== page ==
Thanks to an exhibition organized by Japanese retailer Muji, we can peek into the home of the future. And according to a recent article in Houzz, we can expect to live with new materials, adaptable spaces, and open-concept floor plans.
The exhibition, House Vision 2, introduced the ideas underlying tomorrow’s homes as seen by companies in the housing industry, architects, and designers. Ten life-sized prototypes offered insight into the way housing may go in the future. Here are a few examples:
- “Open House with Condensed Core” was a collaboration between architect Shigeru Ban and Lixil, a Japanese building materials manufacturer. Their prototype addressed the limitations of traditional plumbing, which make layout changes difficult. In their vision, the plumbing is installed in the ceiling, making it easier to reconfigure. The house also features glass windows that can swing up and out of the way for a truly indoor-outdoor space.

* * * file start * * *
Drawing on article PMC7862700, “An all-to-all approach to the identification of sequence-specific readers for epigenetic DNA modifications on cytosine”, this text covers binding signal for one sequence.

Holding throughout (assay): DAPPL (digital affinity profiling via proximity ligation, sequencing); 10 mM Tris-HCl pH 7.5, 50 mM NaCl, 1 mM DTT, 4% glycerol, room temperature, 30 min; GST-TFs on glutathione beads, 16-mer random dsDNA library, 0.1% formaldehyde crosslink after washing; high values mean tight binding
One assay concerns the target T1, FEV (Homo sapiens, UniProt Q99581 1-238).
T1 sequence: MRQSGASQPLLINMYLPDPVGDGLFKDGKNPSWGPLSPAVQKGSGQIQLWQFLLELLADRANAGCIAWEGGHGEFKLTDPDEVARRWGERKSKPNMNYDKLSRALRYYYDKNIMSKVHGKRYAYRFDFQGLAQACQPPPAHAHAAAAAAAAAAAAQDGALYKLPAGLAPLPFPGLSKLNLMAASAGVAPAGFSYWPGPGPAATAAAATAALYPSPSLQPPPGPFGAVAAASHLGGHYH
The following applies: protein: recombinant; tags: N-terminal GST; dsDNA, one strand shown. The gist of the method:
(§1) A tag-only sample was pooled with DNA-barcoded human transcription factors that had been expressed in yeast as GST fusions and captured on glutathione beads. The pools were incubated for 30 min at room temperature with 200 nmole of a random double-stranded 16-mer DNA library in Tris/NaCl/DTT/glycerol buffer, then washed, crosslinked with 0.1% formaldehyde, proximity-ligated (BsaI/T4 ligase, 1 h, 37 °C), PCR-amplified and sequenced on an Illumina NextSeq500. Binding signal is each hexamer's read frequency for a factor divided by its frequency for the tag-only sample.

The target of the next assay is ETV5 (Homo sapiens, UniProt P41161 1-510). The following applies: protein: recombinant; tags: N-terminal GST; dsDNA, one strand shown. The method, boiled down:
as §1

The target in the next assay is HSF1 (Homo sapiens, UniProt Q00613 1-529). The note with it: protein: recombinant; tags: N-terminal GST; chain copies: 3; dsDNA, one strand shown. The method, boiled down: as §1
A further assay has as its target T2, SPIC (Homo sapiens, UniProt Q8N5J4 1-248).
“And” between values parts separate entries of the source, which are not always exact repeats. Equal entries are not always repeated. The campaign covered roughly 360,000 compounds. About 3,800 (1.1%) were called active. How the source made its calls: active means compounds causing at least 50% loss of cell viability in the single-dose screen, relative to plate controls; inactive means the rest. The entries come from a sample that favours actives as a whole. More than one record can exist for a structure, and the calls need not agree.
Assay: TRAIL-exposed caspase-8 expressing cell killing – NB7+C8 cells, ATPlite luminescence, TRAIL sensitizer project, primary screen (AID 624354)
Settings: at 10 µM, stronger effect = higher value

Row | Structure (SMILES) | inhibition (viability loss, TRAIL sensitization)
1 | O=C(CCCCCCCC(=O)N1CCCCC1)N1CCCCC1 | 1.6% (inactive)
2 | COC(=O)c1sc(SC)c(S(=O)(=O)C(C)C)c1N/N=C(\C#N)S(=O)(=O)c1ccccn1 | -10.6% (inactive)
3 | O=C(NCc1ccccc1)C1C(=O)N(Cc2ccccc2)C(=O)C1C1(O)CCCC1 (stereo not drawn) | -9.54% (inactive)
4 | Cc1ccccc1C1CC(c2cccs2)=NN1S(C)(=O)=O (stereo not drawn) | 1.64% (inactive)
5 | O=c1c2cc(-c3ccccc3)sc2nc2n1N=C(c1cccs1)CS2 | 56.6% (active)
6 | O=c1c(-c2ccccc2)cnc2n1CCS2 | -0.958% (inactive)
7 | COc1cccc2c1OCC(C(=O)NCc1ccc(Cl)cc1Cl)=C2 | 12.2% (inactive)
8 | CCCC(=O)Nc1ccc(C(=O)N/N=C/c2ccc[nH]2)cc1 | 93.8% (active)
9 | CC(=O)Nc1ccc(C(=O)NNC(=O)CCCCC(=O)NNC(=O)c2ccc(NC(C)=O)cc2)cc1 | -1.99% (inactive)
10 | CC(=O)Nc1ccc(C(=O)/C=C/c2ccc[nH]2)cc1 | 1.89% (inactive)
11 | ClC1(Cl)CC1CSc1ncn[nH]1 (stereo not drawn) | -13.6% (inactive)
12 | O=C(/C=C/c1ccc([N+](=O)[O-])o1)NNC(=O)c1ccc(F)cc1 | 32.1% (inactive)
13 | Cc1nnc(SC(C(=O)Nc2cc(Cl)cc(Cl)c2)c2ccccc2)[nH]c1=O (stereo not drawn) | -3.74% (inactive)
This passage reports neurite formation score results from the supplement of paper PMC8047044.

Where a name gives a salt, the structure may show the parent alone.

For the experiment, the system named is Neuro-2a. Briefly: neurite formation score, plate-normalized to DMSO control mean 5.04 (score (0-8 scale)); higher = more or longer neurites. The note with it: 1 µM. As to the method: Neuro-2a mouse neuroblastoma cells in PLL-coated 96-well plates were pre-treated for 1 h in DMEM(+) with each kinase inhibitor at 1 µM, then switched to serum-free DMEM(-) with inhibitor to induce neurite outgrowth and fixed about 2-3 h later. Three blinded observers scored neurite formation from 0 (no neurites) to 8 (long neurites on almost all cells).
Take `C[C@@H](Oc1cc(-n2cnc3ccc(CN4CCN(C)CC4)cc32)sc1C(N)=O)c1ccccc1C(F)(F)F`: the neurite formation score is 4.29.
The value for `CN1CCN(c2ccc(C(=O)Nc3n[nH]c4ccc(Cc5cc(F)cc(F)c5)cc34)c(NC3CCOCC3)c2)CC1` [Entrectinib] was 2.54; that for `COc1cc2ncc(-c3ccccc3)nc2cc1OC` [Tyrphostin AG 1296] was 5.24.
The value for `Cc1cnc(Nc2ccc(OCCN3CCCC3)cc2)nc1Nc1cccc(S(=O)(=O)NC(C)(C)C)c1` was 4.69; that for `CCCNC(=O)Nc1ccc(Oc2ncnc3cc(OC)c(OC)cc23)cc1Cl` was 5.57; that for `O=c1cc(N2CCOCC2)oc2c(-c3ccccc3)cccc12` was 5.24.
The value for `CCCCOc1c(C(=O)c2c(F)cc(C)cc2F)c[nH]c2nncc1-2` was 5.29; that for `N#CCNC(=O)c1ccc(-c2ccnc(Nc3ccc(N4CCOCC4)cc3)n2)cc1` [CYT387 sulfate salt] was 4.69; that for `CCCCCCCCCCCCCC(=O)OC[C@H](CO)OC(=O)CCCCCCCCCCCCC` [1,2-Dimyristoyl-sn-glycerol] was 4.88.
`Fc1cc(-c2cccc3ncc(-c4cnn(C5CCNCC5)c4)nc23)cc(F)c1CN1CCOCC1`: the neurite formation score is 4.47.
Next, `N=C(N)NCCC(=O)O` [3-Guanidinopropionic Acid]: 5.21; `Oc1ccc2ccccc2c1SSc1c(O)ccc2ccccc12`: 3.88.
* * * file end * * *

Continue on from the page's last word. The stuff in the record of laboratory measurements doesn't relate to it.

- Commissioned by Daito Trust Construction, Sou Fujimoto’s installation explored new types of multi-dwelling residences in his “Rental Space Tower.” It rearranges both private and shared spaces of a typical apartment to reduce the square footage of private zones and maximize public areas, creating new shared amenities like libraries and theater rooms.
- Airbnb and architect Go Hasegawa teamed up on “Yoshino-sugi Cedar House,” a wooden dwelling that brings a new meaning to house-sharing. It’s part community space, part temporary residence, which is used, maintained, and operated by the community, not a private individual. On the first floor are a meeting space and communal kitchen; upstairs are bookable sleeping quarters for guests.
Finally, it seems we don’t have to bid goodbye to open-concept living just yet; open floor plans were featured in many installations. They’ll just look a little different down the road.